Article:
“As If We Were Ghosts” is a documentary produced by my company, Stonecrest, Ga-based OURS Studios. The documentary will premiere on Juneteenth 2022 on Georgia Public Broadcasting.

Eric Roberts (erobtv) is the host of the series. Here’s a preview.

https://www.instagram.com/atl_erob/p/CZPXLPfOog2/?utm_medium=share_sheet

Watch 90+-year old Xi Xi Zeta Charter Member Share History on YouTube

Remember to capture loved ones during special moments that will benefit ancestral legacies.
Here’s a multi-media capture of an important lady who just joined the ancestors.

Wead Write Away and Genealogy by Ann

March 16, 2021 marked our grad chapter’s 32nd anniversary. This retro video was recorded in 2019, Lithonia, Georgia.

My Legacy Soror Mom are among XiXiZeta’s founding. Listen, learn and love!


Here’s our history as scribed by Mom, Angie Wead and my Sister-Mom, Mary Martin-Blackmon.

FOUNDING FACTS:

ZETA PHI BETA SORORITY, INC

XI XI ZETA CHAPTER, LITHONIA, GEORGIA

MARCH 16, 1989

Soror Dove Dr. Genova H. Lawrence saw a need to form a Zeta Phi Beta chapter in the Lithonia, Georgia area, when several women approached her with an interest in becoming Zetas. She had also met other graduate Sorors, who wanted to reclaim. Shen then called a meeting at her home to organize a chapter, after she met for several months with prospective Sorors and graduate Sorors. Note: Soror Lawrence attended all Boule’s and met the five founders and three Sigmas (who assisted in the founding of the Sorority).

The…

View original post 347 more words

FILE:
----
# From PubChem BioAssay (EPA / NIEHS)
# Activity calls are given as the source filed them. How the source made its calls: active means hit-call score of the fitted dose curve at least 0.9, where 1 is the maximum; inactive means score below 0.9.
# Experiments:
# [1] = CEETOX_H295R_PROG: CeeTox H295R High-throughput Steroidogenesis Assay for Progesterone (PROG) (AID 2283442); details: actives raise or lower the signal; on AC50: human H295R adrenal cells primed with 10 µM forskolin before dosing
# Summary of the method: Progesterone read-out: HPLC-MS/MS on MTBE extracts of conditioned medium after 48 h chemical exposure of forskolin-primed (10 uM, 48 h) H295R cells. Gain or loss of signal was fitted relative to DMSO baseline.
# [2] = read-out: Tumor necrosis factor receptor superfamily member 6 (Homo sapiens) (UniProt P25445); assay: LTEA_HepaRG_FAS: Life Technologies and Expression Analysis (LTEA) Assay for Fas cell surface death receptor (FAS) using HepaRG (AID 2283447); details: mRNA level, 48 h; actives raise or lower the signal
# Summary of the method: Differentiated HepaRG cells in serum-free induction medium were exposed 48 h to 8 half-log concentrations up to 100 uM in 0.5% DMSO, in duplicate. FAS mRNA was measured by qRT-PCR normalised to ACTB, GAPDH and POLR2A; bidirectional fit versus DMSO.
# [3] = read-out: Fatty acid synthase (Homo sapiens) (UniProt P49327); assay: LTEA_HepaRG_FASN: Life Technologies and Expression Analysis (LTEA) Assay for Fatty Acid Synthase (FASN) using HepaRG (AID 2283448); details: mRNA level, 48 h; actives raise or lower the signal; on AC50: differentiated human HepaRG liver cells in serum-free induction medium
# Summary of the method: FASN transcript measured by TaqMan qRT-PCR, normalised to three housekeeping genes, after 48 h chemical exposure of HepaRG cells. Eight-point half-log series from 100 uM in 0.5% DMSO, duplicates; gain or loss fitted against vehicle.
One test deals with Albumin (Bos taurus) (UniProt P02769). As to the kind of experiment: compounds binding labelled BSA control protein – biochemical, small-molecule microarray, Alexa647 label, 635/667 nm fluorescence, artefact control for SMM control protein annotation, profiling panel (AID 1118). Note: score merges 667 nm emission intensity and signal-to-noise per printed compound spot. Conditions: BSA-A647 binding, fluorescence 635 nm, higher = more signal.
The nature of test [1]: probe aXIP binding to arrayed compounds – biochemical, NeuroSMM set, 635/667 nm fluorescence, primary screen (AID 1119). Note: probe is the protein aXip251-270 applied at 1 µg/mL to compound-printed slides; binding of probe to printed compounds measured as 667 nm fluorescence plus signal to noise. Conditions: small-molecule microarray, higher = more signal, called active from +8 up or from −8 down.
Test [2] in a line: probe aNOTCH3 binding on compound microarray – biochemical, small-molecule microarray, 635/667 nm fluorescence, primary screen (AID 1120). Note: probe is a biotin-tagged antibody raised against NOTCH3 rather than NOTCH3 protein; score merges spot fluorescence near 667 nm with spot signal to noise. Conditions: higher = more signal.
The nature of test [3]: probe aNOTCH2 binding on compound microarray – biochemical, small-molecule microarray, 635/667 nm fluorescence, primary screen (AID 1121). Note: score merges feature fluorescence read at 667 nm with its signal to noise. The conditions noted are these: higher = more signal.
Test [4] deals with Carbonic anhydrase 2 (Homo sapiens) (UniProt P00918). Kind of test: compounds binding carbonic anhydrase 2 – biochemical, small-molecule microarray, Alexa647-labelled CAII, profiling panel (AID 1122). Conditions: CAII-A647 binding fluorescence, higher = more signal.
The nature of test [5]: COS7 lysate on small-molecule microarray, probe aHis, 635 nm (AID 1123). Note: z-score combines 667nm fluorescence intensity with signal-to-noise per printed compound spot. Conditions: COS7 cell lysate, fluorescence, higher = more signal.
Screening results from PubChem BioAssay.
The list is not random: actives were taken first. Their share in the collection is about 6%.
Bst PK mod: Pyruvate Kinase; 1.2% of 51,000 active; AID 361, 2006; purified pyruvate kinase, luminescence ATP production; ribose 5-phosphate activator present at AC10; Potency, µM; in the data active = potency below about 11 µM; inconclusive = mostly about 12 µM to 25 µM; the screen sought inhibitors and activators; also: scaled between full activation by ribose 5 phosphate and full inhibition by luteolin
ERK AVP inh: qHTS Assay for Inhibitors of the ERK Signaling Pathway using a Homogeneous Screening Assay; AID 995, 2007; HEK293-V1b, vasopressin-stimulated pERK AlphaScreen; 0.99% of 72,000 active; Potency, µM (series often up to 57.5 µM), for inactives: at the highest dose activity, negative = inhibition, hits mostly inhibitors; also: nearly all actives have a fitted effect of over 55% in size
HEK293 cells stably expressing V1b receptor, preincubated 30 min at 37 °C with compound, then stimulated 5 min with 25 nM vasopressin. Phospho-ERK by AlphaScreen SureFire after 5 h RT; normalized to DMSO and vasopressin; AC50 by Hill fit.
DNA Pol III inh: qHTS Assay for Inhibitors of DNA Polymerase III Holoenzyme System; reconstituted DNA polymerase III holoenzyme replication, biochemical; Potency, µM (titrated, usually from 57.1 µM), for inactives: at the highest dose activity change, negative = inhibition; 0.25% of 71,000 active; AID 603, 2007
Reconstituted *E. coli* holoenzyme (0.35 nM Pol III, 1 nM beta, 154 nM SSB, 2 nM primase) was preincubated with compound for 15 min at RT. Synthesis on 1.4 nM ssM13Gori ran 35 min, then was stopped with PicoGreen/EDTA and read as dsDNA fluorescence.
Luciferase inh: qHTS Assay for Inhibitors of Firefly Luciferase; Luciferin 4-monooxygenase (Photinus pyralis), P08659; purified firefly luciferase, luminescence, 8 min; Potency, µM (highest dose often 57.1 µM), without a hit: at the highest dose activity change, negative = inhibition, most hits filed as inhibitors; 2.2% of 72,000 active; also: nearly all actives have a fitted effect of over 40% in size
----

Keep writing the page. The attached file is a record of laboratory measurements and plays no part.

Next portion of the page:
Create your great today for tomorrow

How to tips

Live your best lives and record your stories. We have a limited amount of time in this earth realm. How are you preparing to leave lasting legacies? Keep in mind our future generations. Namaste.

SUNDAY, JANUARY 23, 2022 I AM HERE FOR THE GLORY OF GOD

You are here to change the world. Future generations will reap the harvest of your good works. Shine and shine brightly — excerpt Daily Thoughts from the Hill daily_thoughts_from_the_hill@hillsideinternational.org.


How to preserve great legacies

  • Create a print, audio and/or video gratitude journal and strive to record your successes, victories, small wonders and more in it each day. If you already have a gratitude, continue to record.
  • If you have or are creating a print gratitude journal, add photos and if possible, audio and video evidence of the good you are enjoying.
  • On those so-called “sad” or “bad” days, dig deep and find at least one object, person or situation that brought sunshine to your lives.